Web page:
cloudy WBOnce again warmer tones are added.

Next the tungsten setting:

tungsten WBThe blue tones are strong with this setting because pictures taken under tungsten lighting will have a strong orange hue to them and the blue will balance it out. Generally, this is used indoors.

Next, fluorescent setting:

fluorescent WBThis is a cooler hue also.

Another method of white balancing is using the Kelvin scale of color temperature. The lower numbers are the warmer hues so the camera will add cooler colors. When I set my temperature at 2800K this is the result:

2800K WBInversely, the higher numbers are cooler temperature colors so the camera adds warmer tones, this is set to 10,000K:

10000K WBThen, there is a range in between these. You can also set a custom white balance by taking a picture of a white or neutral gray sheet and thus telling your camera what white is and it will adjust accordingly.

There is no rule that you must use a certain setting in a certain condition. You can decide what you prefer as the photographer. Maybe you like warmer tones in your photos or cooler. It is fun to play around with them and see what you like; just one more creativity tool!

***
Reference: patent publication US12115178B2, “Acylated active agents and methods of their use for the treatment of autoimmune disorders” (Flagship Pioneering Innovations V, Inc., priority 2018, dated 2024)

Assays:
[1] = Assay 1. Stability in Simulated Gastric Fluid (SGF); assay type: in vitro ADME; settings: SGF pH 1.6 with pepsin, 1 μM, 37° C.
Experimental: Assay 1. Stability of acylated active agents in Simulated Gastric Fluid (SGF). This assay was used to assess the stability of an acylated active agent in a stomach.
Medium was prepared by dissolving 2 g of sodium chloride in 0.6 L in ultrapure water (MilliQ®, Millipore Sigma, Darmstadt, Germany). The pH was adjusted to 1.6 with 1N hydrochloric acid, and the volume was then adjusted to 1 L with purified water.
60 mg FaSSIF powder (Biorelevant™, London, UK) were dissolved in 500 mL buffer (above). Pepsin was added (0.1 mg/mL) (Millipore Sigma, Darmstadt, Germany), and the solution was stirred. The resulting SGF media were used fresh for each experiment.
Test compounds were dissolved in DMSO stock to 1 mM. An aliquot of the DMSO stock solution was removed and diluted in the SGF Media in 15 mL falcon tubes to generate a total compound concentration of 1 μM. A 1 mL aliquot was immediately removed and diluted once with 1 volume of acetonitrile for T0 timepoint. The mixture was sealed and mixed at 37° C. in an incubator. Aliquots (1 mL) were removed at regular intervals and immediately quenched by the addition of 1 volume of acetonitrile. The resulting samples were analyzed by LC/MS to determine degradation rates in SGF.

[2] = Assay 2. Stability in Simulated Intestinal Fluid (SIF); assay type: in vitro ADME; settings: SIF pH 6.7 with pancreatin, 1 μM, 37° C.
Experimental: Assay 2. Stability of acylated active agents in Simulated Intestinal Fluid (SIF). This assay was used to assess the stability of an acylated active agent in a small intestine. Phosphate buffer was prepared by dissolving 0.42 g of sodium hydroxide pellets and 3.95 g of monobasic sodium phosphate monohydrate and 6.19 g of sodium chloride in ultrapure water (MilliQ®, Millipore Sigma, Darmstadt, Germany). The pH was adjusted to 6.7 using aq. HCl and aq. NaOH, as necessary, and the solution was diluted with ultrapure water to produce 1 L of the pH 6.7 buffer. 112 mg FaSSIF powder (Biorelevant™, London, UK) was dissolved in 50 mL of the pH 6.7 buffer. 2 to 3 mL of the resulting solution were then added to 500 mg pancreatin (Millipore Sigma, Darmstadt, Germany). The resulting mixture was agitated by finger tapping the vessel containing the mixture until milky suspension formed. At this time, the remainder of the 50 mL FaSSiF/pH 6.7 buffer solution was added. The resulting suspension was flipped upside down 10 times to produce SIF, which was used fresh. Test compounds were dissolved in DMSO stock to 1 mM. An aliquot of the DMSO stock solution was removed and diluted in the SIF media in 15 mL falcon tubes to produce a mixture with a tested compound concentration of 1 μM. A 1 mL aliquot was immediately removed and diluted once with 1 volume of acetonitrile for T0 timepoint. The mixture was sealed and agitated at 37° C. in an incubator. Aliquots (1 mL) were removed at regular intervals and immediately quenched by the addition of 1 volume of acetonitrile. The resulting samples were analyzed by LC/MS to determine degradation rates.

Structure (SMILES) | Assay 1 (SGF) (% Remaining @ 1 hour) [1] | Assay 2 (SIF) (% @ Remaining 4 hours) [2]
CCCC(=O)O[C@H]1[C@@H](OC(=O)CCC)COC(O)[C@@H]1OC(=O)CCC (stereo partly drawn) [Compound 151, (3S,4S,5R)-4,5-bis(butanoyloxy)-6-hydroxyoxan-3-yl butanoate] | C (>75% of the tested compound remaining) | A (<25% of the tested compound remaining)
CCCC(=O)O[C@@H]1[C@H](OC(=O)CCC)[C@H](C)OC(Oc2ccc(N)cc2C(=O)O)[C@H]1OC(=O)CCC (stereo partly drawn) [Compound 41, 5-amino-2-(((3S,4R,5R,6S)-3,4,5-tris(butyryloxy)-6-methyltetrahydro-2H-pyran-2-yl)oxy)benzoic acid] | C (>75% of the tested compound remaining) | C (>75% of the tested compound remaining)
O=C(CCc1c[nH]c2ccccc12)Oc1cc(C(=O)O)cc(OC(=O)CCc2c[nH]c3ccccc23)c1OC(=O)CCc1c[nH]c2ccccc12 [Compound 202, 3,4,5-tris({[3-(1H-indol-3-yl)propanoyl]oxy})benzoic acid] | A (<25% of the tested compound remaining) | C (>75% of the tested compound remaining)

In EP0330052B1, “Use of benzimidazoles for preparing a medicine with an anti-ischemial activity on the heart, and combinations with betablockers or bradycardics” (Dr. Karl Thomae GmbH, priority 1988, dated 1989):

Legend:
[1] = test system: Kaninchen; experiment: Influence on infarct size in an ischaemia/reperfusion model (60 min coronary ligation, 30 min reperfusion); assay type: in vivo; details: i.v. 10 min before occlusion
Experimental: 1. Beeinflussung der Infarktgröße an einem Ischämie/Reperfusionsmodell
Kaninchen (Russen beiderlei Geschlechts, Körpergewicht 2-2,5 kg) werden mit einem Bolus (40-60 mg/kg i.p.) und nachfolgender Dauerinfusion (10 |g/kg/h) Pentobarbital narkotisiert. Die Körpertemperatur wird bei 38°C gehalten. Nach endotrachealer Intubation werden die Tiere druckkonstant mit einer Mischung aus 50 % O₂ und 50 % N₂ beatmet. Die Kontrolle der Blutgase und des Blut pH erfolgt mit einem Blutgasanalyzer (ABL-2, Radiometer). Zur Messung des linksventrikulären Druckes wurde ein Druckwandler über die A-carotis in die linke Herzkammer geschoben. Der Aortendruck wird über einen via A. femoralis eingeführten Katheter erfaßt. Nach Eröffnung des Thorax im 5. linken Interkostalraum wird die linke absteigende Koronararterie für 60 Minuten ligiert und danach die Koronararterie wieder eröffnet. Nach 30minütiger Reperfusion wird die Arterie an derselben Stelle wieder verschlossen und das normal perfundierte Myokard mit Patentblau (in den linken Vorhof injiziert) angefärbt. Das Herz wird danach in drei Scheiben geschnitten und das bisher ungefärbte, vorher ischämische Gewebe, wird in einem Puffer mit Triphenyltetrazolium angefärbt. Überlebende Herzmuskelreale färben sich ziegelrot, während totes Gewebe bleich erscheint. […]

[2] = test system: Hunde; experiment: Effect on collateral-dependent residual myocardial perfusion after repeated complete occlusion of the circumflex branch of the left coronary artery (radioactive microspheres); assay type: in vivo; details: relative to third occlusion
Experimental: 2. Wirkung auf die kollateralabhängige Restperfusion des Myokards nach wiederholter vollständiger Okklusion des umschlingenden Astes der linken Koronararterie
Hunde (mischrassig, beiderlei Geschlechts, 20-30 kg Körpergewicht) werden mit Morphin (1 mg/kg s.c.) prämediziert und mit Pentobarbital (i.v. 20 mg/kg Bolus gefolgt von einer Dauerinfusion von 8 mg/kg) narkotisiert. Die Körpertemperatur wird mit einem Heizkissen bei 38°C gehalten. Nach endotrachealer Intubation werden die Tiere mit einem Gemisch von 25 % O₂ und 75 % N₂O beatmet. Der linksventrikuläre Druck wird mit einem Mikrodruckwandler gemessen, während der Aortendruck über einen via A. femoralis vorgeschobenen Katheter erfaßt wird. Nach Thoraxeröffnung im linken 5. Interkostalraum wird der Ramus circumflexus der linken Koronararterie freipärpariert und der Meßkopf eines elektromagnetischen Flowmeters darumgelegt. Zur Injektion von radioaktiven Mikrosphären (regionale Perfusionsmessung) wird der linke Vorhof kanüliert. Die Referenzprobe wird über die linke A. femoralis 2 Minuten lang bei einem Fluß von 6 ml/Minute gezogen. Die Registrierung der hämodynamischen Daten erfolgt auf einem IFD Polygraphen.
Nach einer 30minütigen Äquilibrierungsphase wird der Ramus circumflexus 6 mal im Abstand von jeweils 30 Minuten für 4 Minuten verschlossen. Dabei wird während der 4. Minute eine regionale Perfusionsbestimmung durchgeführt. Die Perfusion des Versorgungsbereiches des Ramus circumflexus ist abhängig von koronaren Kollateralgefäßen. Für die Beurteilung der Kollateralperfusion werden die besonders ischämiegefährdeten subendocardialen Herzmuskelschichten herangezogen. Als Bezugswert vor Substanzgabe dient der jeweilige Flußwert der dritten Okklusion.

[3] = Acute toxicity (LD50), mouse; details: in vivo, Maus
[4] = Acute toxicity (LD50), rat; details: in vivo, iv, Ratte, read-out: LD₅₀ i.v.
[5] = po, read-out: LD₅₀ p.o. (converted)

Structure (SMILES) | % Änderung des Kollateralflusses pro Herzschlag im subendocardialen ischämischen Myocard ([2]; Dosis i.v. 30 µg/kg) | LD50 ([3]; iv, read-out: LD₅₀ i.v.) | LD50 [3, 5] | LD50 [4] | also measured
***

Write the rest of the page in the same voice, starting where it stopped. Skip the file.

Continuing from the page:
Performing a balancing act,

~ Susan

What do you bring to the table?

Which way will the creek
run when time ends?
Don’t ask me until
this wine bottle is empty.

~ Jim Harrison and Ted Kooser

“What did you notice that was beautiful today?” When J asked me this last night, just as we sat down to dinner, I cracked up.


It’s not a funny question, but rather an example of his dear effort to honor a request I made after breakfast.

“Please don’t ask me at dinner what I did today, or how my day went, ask where I found beauty.” I implored him in the morning as I hustled to my office.

“And what do you want me to ask you tonight?” I called over my shoulder.

“You can ask how my day went. I like to remember what I got done.”

Life has always yelled at me,
“Get your work done.” At least
that’s what I think she says.
~ Jim Harrison and Ted Kooser

What we focus upon comes to light. My request was part self defense – I always give myself more to do in any given day than I can ever accomplish and then feel bad when I don’t finish. And it was part new strategy; I want to pay more attention to life’s surprises of  grace and grandeur hiding in plain sight rather than concentrating only on how I try to unruffle its challenges.  I’m trying to adjust the outlook I bring to my day and our dinner table.

smooth coral

What do you talk about at dinner?

I’ve begun asking friends without children at home this question.

We don’t talk, we watch TV.
I don’t know, nothing, what we did that day.
What’s coming up on our calendar.